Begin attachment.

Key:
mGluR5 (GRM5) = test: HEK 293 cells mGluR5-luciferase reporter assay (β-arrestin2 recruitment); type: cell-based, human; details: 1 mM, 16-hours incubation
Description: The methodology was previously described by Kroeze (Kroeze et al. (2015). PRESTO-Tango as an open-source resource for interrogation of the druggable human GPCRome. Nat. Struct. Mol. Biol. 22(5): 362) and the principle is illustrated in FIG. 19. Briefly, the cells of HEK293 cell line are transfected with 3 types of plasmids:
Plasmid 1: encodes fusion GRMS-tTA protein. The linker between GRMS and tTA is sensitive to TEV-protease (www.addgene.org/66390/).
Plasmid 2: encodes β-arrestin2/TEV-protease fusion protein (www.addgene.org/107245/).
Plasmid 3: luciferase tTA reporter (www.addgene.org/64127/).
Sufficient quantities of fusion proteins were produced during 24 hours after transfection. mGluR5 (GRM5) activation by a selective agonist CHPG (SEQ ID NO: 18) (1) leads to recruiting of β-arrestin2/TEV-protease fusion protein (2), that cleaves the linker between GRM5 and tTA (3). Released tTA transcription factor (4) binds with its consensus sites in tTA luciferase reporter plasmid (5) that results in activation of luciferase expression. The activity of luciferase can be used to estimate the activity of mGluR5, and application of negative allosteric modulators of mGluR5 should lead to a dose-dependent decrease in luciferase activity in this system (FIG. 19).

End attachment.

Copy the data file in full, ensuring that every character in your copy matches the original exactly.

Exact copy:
Key:
mGluR5 (GRM5) = test: HEK 293 cells mGluR5-luciferase reporter assay (β-arrestin2 recruitment); type: cell-based, human; details: 1 mM, 16-hours incubation
Description: The methodology was previously described by Kroeze (Kroeze et al. (2015). PRESTO-Tango as an open-source resource for interrogation of the druggable human GPCRome. Nat. Struct. Mol. Biol. 22(5): 362) and the principle is illustrated in FIG. 19. Briefly, the cells of HEK293 cell line are transfected with 3 types of plasmids:
Plasmid 1: encodes fusion GRMS-tTA protein. The linker between GRMS and tTA is sensitive to TEV-protease (www.addgene.org/66390/).
Plasmid 2: encodes β-arrestin2/TEV-protease fusion protein (www.addgene.org/107245/).
Plasmid 3: luciferase tTA reporter (www.addgene.org/64127/).
Sufficient quantities of fusion proteins were produced during 24 hours after transfection. mGluR5 (GRM5) activation by a selective agonist CHPG (SEQ ID NO: 18) (1) leads to recruiting of β-arrestin2/TEV-protease fusion protein (2), that cleaves the linker between GRM5 and tTA (3). Released tTA transcription factor (4) binds with its consensus sites in tTA luciferase reporter plasmid (5) that results in activation of luciferase expression. The activity of luciferase can be used to estimate the activity of mGluR5, and application of negative allosteric modulators of mGluR5 should lead to a dose-dependent decrease in luciferase activity in this system (FIG. 19).